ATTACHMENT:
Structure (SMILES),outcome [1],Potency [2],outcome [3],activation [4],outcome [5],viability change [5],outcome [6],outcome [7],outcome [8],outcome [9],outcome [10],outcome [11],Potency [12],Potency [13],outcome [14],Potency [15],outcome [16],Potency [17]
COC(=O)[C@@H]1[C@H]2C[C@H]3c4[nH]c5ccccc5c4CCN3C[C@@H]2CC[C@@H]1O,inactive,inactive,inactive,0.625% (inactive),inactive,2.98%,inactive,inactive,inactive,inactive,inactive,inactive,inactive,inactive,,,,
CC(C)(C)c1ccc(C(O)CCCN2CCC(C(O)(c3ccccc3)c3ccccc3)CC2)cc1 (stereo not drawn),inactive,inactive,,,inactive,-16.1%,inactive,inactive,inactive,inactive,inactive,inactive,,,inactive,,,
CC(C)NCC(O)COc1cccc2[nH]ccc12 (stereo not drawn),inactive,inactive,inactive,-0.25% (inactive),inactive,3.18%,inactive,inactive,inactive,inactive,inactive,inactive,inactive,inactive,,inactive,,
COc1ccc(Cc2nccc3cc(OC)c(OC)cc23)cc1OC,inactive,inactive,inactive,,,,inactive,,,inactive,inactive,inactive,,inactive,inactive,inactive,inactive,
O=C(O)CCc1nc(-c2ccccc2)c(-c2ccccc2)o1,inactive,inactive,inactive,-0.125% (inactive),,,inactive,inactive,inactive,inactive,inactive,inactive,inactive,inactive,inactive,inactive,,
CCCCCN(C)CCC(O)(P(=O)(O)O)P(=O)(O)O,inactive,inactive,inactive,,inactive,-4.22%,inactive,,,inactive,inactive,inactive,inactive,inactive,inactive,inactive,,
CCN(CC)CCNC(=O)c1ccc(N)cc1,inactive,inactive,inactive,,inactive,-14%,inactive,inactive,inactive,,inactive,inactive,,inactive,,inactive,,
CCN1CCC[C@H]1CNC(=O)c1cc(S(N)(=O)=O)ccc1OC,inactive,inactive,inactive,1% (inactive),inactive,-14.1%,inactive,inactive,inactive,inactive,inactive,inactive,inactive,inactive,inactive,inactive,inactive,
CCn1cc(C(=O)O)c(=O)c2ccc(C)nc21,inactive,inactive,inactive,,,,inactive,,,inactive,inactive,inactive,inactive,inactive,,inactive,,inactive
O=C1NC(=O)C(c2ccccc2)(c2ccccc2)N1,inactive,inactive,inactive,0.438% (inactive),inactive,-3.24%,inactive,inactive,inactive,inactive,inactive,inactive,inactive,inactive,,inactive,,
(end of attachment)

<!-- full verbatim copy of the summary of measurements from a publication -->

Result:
Structure (SMILES),outcome [1],Potency [2],outcome [3],activation [4],outcome [5],viability change [5],outcome [6],outcome [7],outcome [8],outcome [9],outcome [10],outcome [11],Potency [12],Potency [13],outcome [14],Potency [15],outcome [16],Potency [17]
COC(=O)[C@@H]1[C@H]2C[C@H]3c4[nH]c5ccccc5c4CCN3C[C@@H]2CC[C@@H]1O,inactive,inactive,inactive,0.625% (inactive),inactive,2.98%,inactive,inactive,inactive,inactive,inactive,inactive,inactive,inactive,,,,
CC(C)(C)c1ccc(C(O)CCCN2CCC(C(O)(c3ccccc3)c3ccccc3)CC2)cc1 (stereo not drawn),inactive,inactive,,,inactive,-16.1%,inactive,inactive,inactive,inactive,inactive,inactive,,,inactive,,,
CC(C)NCC(O)COc1cccc2[nH]ccc12 (stereo not drawn),inactive,inactive,inactive,-0.25% (inactive),inactive,3.18%,inactive,inactive,inactive,inactive,inactive,inactive,inactive,inactive,,inactive,,
COc1ccc(Cc2nccc3cc(OC)c(OC)cc23)cc1OC,inactive,inactive,inactive,,,,inactive,,,inactive,inactive,inactive,,inactive,inactive,inactive,inactive,
O=C(O)CCc1nc(-c2ccccc2)c(-c2ccccc2)o1,inactive,inactive,inactive,-0.125% (inactive),,,inactive,inactive,inactive,inactive,inactive,inactive,inactive,inactive,inactive,inactive,,
CCCCCN(C)CCC(O)(P(=O)(O)O)P(=O)(O)O,inactive,inactive,inactive,,inactive,-4.22%,inactive,,,inactive,inactive,inactive,inactive,inactive,inactive,inactive,,
CCN(CC)CCNC(=O)c1ccc(N)cc1,inactive,inactive,inactive,,inactive,-14%,inactive,inactive,inactive,,inactive,inactive,,inactive,,inactive,,
CCN1CCC[C@H]1CNC(=O)c1cc(S(N)(=O)=O)ccc1OC,inactive,inactive,inactive,1% (inactive),inactive,-14.1%,inactive,inactive,inactive,inactive,inactive,inactive,inactive,inactive,inactive,inactive,inactive,
CCn1cc(C(=O)O)c(=O)c2ccc(C)nc21,inactive,inactive,inactive,,,,inactive,,,inactive,inactive,inactive,inactive,inactive,,inactive,,inactive
O=C1NC(=O)C(c2ccccc2)(c2ccccc2)N1,inactive,inactive,inactive,0.438% (inactive),inactive,-3.24%,inactive,inactive,inactive,inactive,inactive,inactive,inactive,inactive,,inactive,,